Covid-19 has shined a spotlight on many of the world’s networks, from the internet to international air travel. But the supply chains that crisscross the world—the ships and trucks and trains that link factories to ports and warehouses, bringing almost everything we buy many thousands of miles from where it’s produced to where it’s consumed—are facing more scrutiny than they ever have.
“It’s fair to say that whatever you’re selling, you’ve got a problem right now,” says Jason Boyce, founder and CEO of Avenue7Media, a consulting firm that advises top Amazon sellers. Boyce says he has clients who would be turning over tens of millions of dollars a year if they could stay in stock. “We’re having talks with clients every day where they’re just crying,” he says. “For months, they haven’t been fully in stock for one 30-day period in a row.”
Digital twins seek to solve breakages in the supply chain by anticipating them before they happen and then using AI to figure out a workaround. The name captures the key idea of simulating a complex system in a computer, creating a kind of twin that mirrors real-world objects—from ports to products—and the processes they are a part of. Simulations have been a part of decision-making in industry for some years, helping people explore different product designs or streamline the layout of a warehouse. But the availability of large amounts of real-time data and computing power means that more complex processes can be simulated for the first time, including the chaos of global supply chains that often rely on numerous vendors and transportation networks.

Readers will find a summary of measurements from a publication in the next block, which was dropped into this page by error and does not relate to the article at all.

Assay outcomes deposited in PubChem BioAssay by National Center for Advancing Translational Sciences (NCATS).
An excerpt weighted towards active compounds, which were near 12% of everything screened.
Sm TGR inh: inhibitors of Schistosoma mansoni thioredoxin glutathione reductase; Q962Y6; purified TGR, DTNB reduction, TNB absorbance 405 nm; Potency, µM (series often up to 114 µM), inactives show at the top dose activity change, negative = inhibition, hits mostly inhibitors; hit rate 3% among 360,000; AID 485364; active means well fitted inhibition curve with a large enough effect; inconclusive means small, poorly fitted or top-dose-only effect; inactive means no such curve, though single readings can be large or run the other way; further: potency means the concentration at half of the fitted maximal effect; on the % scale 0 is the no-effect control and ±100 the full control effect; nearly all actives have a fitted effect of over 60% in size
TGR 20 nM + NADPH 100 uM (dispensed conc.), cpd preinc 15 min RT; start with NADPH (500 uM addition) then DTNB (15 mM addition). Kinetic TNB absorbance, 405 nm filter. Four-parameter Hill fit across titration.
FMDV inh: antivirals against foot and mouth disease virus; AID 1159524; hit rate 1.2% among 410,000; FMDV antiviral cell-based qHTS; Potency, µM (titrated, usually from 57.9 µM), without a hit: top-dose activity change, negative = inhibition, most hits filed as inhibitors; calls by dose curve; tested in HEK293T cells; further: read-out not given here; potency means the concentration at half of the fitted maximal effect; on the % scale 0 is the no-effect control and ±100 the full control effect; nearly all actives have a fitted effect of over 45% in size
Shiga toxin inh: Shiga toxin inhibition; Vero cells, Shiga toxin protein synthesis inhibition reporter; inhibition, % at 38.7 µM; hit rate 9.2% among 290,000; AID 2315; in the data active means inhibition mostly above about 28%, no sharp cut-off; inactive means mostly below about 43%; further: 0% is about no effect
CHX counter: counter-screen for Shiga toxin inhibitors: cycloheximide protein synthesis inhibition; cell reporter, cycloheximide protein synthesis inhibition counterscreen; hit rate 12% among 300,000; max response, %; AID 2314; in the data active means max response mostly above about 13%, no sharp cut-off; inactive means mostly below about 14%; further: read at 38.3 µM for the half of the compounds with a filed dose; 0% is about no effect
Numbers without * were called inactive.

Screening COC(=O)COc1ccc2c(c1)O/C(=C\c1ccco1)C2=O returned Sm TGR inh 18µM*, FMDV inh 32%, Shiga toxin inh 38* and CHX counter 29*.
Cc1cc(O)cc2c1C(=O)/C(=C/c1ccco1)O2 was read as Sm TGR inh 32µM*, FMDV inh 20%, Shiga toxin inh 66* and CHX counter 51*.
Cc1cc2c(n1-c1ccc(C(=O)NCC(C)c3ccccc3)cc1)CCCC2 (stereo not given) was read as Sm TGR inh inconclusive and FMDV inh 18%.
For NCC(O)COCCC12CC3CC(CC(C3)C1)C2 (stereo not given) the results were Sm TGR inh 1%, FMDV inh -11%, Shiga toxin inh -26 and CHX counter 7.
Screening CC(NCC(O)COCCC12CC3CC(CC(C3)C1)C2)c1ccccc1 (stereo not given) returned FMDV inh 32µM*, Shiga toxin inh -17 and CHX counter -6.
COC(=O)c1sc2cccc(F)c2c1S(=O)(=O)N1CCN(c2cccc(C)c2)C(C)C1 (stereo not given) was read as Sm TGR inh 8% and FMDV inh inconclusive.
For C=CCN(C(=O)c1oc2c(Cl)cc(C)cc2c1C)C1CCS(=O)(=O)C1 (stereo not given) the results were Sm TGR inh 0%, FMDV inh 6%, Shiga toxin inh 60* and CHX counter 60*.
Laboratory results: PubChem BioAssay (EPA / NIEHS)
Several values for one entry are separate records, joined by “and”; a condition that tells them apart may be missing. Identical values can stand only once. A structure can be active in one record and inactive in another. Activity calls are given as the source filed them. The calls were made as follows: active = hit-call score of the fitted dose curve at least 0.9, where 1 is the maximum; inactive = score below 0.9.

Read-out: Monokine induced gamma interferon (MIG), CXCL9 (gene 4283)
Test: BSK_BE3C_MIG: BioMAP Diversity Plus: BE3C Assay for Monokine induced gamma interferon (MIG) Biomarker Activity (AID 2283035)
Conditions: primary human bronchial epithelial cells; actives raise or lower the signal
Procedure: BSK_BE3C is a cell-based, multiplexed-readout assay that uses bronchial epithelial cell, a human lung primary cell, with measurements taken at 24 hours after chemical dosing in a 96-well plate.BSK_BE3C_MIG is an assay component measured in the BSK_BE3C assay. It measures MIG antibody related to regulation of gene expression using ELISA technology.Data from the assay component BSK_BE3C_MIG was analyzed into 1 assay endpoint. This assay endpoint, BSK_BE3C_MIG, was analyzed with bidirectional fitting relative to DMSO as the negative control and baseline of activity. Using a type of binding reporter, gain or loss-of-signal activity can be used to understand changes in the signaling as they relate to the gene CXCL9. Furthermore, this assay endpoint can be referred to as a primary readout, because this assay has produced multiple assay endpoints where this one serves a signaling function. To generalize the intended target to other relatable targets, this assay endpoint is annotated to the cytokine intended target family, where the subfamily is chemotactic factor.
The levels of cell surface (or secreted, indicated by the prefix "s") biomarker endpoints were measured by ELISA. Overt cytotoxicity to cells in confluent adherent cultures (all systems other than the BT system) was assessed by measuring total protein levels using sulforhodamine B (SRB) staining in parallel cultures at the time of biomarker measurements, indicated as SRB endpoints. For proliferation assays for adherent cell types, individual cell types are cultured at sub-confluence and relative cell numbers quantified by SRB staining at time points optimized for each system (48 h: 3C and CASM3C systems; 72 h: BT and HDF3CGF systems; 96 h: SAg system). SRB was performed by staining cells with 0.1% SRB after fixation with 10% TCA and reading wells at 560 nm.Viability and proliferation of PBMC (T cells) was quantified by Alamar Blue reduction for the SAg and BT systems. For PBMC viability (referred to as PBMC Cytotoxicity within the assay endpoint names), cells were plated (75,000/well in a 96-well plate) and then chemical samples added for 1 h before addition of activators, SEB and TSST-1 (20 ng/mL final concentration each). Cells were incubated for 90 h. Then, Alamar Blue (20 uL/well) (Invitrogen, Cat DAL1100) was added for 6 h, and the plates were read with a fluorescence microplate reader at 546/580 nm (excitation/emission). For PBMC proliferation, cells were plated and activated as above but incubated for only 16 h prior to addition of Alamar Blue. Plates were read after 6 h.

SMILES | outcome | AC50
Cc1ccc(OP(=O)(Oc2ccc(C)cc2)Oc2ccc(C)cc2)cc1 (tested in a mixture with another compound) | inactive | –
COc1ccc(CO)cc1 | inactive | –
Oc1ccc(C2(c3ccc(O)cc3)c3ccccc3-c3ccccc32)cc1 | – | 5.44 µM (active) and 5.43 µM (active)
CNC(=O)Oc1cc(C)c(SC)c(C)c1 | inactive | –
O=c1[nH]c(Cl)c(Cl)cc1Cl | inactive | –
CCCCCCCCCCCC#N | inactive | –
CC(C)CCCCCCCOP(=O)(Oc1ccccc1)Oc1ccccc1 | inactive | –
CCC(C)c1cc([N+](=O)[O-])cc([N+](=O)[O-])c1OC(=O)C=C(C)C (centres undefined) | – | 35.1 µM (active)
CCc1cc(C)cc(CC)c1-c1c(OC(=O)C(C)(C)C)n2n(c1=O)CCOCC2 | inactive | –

This kind of technology has given Amazon, which already has the advantage of controlling its own trucks and warehouses, an extra edge for years. Now others are embracing it as well. Google is developing supply-chain digital twins that the car maker Renault announced it had started using in September. International shipping giants like FedEx and DHL are building their own simulation software. And AI firms like Pathmind are creating bespoke tools for anyone who can pay for them. Yet not everyone will benefit. In fact, the powerful new technology could widen a growing digital divide in the global economy.
Weather the storm
It’s easy to blame the pandemic for the current supply-chain problems. Factory closures and labor shortages knocked out production and delivery hubs at the same time that a leap in online shopping and comfort buying sent demand for home deliveries rocketing.
But in truth, the pandemic only made a bad situation worse. “There are global forces driving this, all combined into a perfect storm,” says D’Maris Coffman, an economist at University College London who studies the effect of the pandemic on supply chains.
Quelling this storm will require sinking trillions of dollars into global infrastructure, expanding ports and delivery fleets, and investing in better management, better working conditions, and better trade deals. “Technology is not going to solve these problems. It’s not going to allow ships to carry more containers,” says David Simchi-Levi, who leads the data science lab at the Massachusetts Institute of Technology and has helped build digital twins for several large companies. But AI can help companies weather the worst of it. “Digital twins allow us to identify issues before they happen,” he says.